November 2, 2017

Sombrero Saison: Mixed Fermentation Saison with Grapefruit peel, Orange peel, Prickly Pear and Lavender

While I consider myself among those who despise the way saison/farmhouse beers are treated like a dumping ground for unusual ingredients, I can't ignore my own hypocrisy. I've treated saisons to weird ingredients--but I treat many styles that way. It's not that I oppose the introduction of weird ingredients into saison (like Fantome's many mysterious but wonderful additions). I just dislike that when many brewers want to play with strange ingredients they turn to saison. It's unnecessary as Scratch Brewing and others following their lead fantastically prove with their unusual beers branching out across many styles. Unusual concoctions can make sense in any style when there's a clear concept.

Still, this beer seems kitsch, even for me.

Grapefruit and orange peels, prickly pear and tequila. It's an unnecessarily large pour of simple syrup away from a cheap Mexican resort cocktail. I can feel you judging. I get it. It's the kind of beer that I want to throw in the trash when it's a lazy remix of a cocktail or overly boozy. But if the flavors are threaded together correctly it could be a complex saison/farmhouse beer with an obvious Mexican feel. It's either great or gross. Hey, Fantome did a tequila barrel aged saison recently. Why can't I follow the ghost's lead?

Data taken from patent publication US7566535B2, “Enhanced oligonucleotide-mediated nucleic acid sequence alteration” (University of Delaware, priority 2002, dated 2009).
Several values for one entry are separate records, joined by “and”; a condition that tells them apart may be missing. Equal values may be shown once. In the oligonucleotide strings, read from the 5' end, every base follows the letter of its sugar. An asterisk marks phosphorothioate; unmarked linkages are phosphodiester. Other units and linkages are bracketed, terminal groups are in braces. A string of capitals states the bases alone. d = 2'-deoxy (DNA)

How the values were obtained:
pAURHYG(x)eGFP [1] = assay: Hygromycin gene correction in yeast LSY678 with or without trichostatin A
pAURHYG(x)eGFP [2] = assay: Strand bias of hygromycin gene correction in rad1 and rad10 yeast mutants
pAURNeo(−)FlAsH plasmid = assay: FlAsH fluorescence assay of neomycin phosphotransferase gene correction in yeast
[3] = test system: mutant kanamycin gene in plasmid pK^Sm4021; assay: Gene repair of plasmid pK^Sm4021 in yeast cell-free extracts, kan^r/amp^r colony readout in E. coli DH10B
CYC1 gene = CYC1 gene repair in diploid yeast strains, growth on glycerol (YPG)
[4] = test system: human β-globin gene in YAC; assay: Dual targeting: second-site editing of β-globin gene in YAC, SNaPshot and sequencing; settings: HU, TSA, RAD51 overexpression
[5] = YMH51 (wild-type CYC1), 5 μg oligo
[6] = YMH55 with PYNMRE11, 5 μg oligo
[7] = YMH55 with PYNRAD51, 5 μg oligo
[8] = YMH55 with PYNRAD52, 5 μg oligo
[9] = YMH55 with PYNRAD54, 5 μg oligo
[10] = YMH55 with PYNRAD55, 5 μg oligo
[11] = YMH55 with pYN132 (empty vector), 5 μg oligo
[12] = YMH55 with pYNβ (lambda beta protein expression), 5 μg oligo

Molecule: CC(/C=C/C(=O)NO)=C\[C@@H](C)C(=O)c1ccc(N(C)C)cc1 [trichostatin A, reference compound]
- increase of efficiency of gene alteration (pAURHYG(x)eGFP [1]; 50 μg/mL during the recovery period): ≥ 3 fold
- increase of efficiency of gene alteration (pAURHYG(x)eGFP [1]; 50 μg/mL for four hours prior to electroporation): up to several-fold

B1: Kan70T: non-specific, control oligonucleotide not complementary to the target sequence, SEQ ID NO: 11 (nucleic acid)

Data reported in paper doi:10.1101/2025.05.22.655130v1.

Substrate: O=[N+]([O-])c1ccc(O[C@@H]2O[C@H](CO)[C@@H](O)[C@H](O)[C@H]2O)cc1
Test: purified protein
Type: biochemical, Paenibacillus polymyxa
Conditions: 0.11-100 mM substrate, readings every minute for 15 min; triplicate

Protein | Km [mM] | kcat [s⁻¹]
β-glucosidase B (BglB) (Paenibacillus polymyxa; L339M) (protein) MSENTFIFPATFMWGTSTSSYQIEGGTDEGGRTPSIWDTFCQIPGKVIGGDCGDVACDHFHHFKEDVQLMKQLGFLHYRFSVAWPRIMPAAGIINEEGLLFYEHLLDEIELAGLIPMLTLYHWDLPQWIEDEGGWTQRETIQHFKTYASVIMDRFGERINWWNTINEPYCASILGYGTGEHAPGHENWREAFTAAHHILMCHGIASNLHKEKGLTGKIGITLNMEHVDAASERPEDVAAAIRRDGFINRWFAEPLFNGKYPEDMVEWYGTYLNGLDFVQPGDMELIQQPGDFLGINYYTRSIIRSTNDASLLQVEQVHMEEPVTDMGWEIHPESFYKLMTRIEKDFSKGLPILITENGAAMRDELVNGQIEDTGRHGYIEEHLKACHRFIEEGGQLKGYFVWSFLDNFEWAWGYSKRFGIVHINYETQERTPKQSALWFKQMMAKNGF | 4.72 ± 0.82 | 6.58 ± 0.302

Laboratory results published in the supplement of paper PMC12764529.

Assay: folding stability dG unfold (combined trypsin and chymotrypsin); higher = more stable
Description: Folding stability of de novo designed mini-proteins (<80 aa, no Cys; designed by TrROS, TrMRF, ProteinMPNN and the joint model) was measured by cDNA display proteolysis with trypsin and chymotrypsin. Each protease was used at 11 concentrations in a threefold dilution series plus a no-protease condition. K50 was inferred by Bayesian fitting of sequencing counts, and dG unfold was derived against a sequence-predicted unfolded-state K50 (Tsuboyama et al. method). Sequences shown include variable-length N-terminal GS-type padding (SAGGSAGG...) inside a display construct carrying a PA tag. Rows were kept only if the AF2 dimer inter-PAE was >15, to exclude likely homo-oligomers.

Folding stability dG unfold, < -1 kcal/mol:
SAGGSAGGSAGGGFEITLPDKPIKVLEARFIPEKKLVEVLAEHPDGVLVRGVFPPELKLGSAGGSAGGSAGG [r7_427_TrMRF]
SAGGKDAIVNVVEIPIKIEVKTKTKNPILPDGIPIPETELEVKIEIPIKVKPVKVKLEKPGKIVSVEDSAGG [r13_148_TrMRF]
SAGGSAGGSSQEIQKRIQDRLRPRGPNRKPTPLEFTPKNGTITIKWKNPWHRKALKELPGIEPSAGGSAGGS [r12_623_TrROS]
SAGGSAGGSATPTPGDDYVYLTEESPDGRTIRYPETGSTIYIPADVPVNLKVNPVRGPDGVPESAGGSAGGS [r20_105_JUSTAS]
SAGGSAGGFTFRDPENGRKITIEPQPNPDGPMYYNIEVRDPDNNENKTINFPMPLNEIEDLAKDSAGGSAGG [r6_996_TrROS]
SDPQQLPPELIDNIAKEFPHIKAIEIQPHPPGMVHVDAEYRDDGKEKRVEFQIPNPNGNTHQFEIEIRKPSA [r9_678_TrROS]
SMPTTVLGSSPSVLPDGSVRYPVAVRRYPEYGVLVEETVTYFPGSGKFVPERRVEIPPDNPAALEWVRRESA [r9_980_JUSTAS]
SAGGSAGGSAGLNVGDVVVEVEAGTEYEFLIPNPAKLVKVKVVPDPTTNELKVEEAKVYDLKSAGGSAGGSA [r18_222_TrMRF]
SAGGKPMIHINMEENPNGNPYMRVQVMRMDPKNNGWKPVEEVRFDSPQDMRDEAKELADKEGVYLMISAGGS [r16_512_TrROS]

Sombrero Saison's Not-So-Mysterious Origins


This beer's origins began five or six years ago when a waive of prickly pear saisons came in vogue. I decided I wanted to hop on that train but couldn't find reasonably priced prickly pears. I eventually found some, stuck them in the freezer and never put the beer into my to-brew list. As I started thinking about winding down my kitchen and brewing supplies in advance of next year's move to Denver I decided I should go ahead and use these prickly pears. I started thinking about what I already have available to avoid buying more ingredients. I already had some fruit peels in the freezer and tequila which has been sitting on oak cubes for several years now. These ingredients go together well so it's a good start.